Ex Pat Mamma

Saturday, May 05, 2007

Scotland for the Security Council!

The campaign starts here!

Ok, let's start with some admissions:
1) The SNP picked up about a third of the vote; this does not independence make
2) Loads of SNP votes were "anti-labour" rather than pro-independence; likely more than were the votes for other parties of people who would vote for independence
3) The argument that follows is on the shoogliest of pegs.

But let's hypothesise, go with me, have fun.

An independent Scotland could be a member of the EU so for ordinary Bill and Ted, there won't be a whole lot of change. They can go and work anywhere in the EU. Members of the EU can go to work in Scotland. Scotland would probably be more open to immigration from elsewhere, and perhaps more generous to asylum seekers; one can only hope. It needs some help to maintain its population (though see below the risk of refugees from the rump UK armed forces).

But, but but BUT.... the UN. The UK is a permament member of the security council. permanent. 62 years on and still there. vetoing everything they don't fancy, bullying the "little people", starting wars around the place, making international laws (more or less; it's not official, but it happens in practice. Trust me, you don't want the boring details).

Now, do not mistake Scottish independence with "secession." Secession is when a little sister state that has been colonised and ruled by a big state gets its independence back. But that isn't the case with Scotland and the rest of the UK. Scotland and England (and Wales, which WAS colonised, but was never quite so bothered about it), were two independent and equal sovereign nations who made a treaty to unify. They created a new state, Great Britain. If Scotland becomes a new, independent state, so too does the rest of the UK. It does not just carry on being "the old UK minus a bit up top"; it is a new state and has to itself reapply to the EU and the UN.

Hence, the security council seat. I vote for Scotland to take it.

Now, there is a precedent here, slightly inconvenient, but far from insurmountable - the USSR. When it dissolved, Russia "continued" the statehood of the old USSR, kept membership in the UN (ie didn't need to reapply like Latvia, Ukraine, etc.) and with it, the security council seat. But the USSR was nor formed by pacts between sovereign states. Moreover, the considerations that applied to Russia may not apply to Scotland.
1) geography: ok, granted, the rump UK will have a majority of territory.
2) population; again, the rump UK is going to win this one
3) nukes. Now, I happen to believe these are hanging about in Scotland. The rump UK was a bit nervous about having anything quite so scary nearby, so they stuck them up north out the way, so it wouldn't matter so much if one were to leak, blow up or whatever nuclear missiles on submarines get up to on their days off. So Scotland will obviously have to keep trident. (Or just disarm the bleeding thing and put the engineers to good use developing renewable energy which we can flog back south and to the rest of Europe. Maybe keep one though just to help the Scotland for the Security Council Seat campaign).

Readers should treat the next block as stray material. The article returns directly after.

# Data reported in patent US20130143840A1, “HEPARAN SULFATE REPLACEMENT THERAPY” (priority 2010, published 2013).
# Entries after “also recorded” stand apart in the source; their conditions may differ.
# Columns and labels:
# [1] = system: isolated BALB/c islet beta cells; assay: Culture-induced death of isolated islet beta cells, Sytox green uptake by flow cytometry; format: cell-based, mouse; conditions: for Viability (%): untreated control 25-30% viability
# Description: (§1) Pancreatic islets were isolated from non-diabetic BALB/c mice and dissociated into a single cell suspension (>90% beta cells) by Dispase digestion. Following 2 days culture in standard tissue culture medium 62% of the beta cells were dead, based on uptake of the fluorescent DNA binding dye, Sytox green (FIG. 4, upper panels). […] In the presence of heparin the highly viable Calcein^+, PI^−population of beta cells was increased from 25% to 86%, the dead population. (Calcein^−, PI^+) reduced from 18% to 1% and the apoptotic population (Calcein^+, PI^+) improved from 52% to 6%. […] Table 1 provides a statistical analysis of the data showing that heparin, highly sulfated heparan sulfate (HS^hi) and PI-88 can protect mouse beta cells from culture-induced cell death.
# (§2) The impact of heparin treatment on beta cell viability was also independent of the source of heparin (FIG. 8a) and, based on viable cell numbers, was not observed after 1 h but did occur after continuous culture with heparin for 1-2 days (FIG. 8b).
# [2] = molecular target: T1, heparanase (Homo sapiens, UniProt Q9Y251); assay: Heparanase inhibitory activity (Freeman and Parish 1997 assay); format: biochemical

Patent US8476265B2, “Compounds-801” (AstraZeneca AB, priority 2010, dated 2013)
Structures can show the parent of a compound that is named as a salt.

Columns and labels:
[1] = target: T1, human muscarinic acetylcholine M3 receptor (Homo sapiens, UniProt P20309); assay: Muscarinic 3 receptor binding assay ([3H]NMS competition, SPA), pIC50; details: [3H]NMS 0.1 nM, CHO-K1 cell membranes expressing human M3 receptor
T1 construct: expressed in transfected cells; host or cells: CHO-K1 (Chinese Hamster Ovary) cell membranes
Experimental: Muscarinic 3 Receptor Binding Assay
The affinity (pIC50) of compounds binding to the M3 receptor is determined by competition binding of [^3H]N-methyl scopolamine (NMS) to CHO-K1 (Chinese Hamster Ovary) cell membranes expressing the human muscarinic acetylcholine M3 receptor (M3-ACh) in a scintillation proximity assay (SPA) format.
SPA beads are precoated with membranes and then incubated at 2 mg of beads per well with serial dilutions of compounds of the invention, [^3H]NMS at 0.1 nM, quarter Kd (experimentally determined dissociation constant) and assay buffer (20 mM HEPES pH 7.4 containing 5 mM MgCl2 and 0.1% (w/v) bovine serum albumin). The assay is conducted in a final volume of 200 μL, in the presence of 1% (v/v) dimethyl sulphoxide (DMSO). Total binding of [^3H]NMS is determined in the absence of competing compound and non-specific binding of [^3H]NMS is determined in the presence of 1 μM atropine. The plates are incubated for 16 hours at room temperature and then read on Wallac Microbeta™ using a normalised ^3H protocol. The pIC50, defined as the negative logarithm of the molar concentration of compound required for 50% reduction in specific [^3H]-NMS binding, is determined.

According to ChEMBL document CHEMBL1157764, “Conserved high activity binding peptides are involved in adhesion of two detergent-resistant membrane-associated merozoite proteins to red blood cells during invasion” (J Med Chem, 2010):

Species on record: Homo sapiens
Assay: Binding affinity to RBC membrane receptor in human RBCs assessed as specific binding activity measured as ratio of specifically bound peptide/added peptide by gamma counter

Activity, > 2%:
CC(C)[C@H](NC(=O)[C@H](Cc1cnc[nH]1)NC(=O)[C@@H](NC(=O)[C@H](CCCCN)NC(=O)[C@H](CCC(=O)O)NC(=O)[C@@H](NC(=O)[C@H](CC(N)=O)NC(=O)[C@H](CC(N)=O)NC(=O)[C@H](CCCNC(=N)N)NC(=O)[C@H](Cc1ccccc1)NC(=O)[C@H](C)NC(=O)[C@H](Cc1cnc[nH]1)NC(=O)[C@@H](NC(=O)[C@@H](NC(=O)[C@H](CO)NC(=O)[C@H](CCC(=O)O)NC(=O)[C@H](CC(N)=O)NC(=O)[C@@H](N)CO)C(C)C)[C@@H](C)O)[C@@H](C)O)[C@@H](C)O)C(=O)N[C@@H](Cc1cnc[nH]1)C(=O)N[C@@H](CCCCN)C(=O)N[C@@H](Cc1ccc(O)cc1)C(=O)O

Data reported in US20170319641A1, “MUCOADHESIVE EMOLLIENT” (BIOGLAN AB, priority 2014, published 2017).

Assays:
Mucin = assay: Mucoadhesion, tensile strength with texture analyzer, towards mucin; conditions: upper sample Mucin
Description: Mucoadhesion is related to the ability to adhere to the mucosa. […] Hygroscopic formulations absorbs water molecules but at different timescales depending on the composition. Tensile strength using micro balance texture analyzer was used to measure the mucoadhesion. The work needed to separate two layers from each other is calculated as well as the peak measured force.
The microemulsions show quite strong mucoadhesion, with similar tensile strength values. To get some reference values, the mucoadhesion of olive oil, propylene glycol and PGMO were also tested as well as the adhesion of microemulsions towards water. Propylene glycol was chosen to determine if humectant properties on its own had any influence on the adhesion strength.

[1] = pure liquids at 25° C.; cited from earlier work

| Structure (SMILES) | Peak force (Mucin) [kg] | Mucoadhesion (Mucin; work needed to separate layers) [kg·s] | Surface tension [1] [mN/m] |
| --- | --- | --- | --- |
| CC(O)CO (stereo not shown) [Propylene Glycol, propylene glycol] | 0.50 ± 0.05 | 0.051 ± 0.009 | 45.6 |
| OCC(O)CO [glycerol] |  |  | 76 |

4) armed forces. I understand Scots constitute around 1/3 of the armed forces (I know it's high, but I read it somewhere on the web, so it must be true!). All Scots can have the choice of whether to remain in a rump UK regiment or transfer to a new Scottish regiment. Given that Scotland would not be fannying about in Iraq having their soldiers playing "operation human shield" it will be enlighteing to see what proportion of the current UK armed forces discovers a Scottish granny.

Constitutionally, the separation of Scotland from the rest of the UK is more in keeping with the breakup of the former Yugoslavia; lots of new independent states were created; Serbia was NOT considered to be the same state as the former Yugoslavia (well, not until the genocide case in February, but that was on a technicality!) Serbia had to reapply for admission to the UN just like Croatia, Bosnia, Macedonia and Slovenia.

So, there it is, Scotland for the Security Council. Probably less likely to legitimise bombing the crap out of distant lands. Probably less likely to ever use their nukes.

Now: independence, there's the rub. I'm not convinced a majority of Scots want it; at least not a majority of those who can be bothered getting of their butts to vote. If I were the Lib-Dems, I'd call the SNP bluff and say, SURE, have your referendum and shut up. The SNP would lose; be humbled and get on with devolution. If the Libs insist on waiting a few years the SNP might actually prove they know something about governance, about economics, then some of the Don't Knows (myself amongst them) might be convinced. They can't make more of a hash of it than the idjots that designed and planned the elections that brought them to power (well, almost, not first minister yet, Aly).

And for my dear English friends; you know that most people who vote SNP, even those who support independence are not "anti-English" (well, maybe about the footie, but then the English are "anti-German" about the footie - we all have our demons). Scotland for everyone! Scotland for the Security Council! Me for Queen!



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